Mercy Palliative Care Registered Nurse Anthony Evangelista has no hesitation in declaring his job as fulfilling and full of positives.
Prior to joining Mercy Health 18 months ago, his 10 years of experience included working as an Intensive Care Unit nurse at Philippine General Hospital, and for a further five years, he worked in aged care, also in Manila.
“To be frank, working in palliative care, I have never felt happier in a role,” Anthony says.
“Of course there is sadness when a patient passes and that occurs often.
“However, if the palliative care is managed well and the wishes of a family are followed, there is a sense of fulfillment and peace when a life ends,” Anthony adds.
He also takes pride in being a part of a team that contributes to Victoria’s largest provider of community-based palliative care.
Seventy staff and a further 50 volunteers visit as many as 600 patients in their own homes across seven local government areas in Melbourne’s West.
Mercy Health also supports patients in the Gabrielle Jennings Centre at Werribee Mercy Hospital (WMH).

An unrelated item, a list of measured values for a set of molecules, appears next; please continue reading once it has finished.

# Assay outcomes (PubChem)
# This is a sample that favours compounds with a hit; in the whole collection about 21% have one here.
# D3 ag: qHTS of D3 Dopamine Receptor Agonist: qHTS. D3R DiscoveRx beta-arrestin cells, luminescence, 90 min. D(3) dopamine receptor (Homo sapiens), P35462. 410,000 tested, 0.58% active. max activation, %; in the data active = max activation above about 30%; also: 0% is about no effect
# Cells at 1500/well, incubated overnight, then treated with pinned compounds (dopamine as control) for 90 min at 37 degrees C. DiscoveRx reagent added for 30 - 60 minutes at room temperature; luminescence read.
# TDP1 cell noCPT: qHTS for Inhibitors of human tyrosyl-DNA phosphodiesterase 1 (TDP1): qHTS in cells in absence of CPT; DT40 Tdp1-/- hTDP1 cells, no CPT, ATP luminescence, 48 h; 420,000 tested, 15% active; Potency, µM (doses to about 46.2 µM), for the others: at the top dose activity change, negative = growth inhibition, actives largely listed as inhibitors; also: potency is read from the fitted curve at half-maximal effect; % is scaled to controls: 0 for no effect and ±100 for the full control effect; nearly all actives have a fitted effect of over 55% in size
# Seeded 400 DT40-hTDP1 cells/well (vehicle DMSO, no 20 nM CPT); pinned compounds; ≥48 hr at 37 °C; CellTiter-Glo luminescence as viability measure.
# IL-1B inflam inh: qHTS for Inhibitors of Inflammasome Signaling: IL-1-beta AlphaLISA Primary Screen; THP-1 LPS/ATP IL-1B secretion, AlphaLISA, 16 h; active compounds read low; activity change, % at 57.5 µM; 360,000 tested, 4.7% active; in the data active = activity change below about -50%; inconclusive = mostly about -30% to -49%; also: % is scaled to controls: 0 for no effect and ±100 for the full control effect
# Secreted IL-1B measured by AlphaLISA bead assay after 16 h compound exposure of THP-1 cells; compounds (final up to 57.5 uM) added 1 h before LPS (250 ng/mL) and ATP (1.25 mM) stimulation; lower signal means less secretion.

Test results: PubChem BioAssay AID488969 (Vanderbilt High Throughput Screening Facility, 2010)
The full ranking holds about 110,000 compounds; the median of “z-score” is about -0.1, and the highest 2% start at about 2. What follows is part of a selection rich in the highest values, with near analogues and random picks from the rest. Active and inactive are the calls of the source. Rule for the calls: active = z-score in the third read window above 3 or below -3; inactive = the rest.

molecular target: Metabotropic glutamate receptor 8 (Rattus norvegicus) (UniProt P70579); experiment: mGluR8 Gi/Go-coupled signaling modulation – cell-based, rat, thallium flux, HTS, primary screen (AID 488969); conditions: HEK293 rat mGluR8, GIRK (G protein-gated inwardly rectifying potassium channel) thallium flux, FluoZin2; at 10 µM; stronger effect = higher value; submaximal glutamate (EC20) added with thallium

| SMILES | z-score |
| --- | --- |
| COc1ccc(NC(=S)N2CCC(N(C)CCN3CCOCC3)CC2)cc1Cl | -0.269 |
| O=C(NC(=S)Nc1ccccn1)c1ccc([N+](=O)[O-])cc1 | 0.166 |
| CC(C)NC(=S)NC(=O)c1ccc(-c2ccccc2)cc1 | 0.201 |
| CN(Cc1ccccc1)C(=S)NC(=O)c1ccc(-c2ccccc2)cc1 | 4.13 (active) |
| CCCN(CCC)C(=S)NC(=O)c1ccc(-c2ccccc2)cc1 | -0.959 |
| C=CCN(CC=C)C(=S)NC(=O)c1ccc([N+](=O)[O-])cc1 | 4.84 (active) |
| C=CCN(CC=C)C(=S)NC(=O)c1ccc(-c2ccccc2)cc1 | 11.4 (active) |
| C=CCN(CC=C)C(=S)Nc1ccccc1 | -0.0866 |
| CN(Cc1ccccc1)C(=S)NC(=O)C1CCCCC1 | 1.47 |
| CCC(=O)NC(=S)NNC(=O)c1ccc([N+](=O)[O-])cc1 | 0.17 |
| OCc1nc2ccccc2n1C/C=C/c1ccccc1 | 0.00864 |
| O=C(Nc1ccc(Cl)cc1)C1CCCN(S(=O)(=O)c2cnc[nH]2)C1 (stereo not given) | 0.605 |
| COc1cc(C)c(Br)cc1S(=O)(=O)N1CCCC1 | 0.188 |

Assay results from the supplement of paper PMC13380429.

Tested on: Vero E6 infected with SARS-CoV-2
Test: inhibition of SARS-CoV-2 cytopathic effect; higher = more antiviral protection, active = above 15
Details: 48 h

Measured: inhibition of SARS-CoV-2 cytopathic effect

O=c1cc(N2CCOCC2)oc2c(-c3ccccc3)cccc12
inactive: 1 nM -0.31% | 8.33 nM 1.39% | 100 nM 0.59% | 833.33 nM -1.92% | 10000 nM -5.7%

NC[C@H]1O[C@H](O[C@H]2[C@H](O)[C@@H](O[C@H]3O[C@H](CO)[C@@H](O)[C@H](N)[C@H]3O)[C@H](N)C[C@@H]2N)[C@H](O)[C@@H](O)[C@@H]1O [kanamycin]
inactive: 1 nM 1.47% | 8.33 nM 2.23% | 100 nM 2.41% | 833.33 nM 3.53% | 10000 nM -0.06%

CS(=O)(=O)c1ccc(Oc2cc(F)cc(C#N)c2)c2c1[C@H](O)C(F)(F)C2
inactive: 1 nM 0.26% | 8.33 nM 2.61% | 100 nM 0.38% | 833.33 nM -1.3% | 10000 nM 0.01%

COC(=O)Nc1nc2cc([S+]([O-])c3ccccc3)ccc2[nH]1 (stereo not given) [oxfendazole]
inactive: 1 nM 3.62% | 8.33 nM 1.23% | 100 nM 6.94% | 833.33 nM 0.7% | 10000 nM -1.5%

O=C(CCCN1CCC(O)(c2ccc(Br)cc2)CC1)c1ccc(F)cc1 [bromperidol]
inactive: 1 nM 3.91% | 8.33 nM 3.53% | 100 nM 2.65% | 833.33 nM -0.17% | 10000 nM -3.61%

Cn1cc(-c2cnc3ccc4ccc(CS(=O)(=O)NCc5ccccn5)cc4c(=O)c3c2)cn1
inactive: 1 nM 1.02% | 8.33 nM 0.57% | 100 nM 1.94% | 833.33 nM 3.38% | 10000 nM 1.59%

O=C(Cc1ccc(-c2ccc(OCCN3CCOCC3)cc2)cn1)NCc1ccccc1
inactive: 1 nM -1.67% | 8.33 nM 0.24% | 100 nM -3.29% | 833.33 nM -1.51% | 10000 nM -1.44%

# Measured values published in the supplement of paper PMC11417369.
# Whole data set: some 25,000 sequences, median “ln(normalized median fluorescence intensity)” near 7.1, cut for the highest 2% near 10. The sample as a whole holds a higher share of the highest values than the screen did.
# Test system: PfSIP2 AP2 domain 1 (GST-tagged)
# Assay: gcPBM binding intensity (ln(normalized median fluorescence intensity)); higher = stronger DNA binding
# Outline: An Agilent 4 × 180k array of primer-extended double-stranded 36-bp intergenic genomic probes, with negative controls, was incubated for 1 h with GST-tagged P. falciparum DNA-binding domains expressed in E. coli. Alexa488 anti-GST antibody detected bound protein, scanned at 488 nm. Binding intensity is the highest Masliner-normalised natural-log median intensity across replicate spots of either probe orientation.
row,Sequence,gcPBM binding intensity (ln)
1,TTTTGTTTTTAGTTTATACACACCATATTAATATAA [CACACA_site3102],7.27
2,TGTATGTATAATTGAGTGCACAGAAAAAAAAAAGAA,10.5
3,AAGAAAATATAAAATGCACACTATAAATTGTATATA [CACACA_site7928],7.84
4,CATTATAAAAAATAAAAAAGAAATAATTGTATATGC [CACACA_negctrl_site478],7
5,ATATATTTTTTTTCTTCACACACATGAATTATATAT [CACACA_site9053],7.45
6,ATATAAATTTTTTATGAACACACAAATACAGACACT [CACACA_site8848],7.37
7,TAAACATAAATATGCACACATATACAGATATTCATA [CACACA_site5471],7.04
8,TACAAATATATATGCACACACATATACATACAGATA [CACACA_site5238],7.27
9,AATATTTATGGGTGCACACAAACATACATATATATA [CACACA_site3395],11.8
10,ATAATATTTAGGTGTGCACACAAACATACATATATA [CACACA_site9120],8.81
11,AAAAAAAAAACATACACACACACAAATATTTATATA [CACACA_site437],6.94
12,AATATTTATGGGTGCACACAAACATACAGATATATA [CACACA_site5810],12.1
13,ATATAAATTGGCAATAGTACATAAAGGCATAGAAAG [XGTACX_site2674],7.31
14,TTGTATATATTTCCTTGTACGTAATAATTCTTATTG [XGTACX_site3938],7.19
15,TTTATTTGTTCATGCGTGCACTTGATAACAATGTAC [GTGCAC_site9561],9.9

Staff are always available to visit other wards within WMH if palliative care services are required.
According to Anthony, he can make as many as five visits a day and, towards the end of a shift, may find himself making follow-up phone calls as well.
“Situations are always different but if we communicate well with families, I find that virtually every step brings a positive outcome.
“Essentially our role is to provide guidance and support to help families keep their loved one at home,” he said.
Anthony shared his thoughts and experiences at the beginning of National Palliative Care Week, which is an opportunity for Mercy Health to reflect on the wonderful relationships which develop between patients, families and staff.
Last reviewed May 25, 2021.